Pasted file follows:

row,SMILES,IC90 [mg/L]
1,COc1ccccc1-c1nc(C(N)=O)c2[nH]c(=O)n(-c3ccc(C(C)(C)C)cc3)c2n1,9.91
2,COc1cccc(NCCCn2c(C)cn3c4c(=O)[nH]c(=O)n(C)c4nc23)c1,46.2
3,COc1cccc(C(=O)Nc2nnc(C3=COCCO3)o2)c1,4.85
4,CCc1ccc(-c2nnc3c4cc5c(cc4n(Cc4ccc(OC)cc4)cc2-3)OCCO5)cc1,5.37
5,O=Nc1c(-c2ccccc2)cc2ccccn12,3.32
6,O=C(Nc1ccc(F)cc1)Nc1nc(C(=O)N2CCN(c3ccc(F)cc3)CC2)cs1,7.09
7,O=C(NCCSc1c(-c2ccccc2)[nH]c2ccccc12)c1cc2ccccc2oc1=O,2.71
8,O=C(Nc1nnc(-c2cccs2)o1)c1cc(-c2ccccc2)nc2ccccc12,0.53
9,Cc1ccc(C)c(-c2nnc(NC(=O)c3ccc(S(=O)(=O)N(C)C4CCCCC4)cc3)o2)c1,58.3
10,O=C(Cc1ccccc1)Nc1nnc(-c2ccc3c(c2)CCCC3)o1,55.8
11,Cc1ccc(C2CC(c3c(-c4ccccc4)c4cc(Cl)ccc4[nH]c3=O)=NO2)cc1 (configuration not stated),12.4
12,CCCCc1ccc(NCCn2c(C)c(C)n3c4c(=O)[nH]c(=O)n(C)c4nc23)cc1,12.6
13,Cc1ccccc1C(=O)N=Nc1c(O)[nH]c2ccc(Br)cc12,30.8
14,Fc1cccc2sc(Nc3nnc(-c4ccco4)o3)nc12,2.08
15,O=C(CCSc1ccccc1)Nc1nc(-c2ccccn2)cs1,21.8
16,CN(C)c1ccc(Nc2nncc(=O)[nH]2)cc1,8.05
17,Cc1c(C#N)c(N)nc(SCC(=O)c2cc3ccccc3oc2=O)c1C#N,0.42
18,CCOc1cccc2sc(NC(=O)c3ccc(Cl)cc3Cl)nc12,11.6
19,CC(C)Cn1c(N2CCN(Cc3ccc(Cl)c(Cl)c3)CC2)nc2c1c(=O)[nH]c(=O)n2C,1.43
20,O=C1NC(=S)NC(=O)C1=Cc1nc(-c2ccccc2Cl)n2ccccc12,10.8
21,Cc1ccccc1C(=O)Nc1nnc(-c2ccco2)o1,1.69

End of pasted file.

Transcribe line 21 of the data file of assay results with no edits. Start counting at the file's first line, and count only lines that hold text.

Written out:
20,O=C1NC(=S)NC(=O)C1=Cc1nc(-c2ccccc2Cl)n2ccccc12,10.8